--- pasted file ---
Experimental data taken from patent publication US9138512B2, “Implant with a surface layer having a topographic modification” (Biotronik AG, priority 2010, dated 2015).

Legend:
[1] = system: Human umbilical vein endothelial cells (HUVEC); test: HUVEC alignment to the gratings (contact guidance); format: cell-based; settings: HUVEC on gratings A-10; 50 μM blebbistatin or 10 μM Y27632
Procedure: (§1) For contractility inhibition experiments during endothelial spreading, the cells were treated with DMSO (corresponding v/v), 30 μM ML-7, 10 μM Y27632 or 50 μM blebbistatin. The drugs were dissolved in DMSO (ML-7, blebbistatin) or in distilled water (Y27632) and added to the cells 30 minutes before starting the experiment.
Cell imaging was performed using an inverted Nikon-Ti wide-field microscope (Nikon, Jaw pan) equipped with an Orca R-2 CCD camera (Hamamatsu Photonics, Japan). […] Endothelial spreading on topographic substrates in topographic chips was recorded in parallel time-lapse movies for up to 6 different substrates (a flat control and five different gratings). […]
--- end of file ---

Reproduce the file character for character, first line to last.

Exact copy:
Experimental data taken from patent publication US9138512B2, “Implant with a surface layer having a topographic modification” (Biotronik AG, priority 2010, dated 2015).

Legend:
[1] = system: Human umbilical vein endothelial cells (HUVEC); test: HUVEC alignment to the gratings (contact guidance); format: cell-based; settings: HUVEC on gratings A-10; 50 μM blebbistatin or 10 μM Y27632
Procedure: (§1) For contractility inhibition experiments during endothelial spreading, the cells were treated with DMSO (corresponding v/v), 30 μM ML-7, 10 μM Y27632 or 50 μM blebbistatin. The drugs were dissolved in DMSO (ML-7, blebbistatin) or in distilled water (Y27632) and added to the cells 30 minutes before starting the experiment.
Cell imaging was performed using an inverted Nikon-Ti wide-field microscope (Nikon, Jaw pan) equipped with an Orca R-2 CCD camera (Hamamatsu Photonics, Japan). […] Endothelial spreading on topographic substrates in topographic chips was recorded in parallel time-lapse movies for up to 6 different substrates (a flat control and five different gratings). […]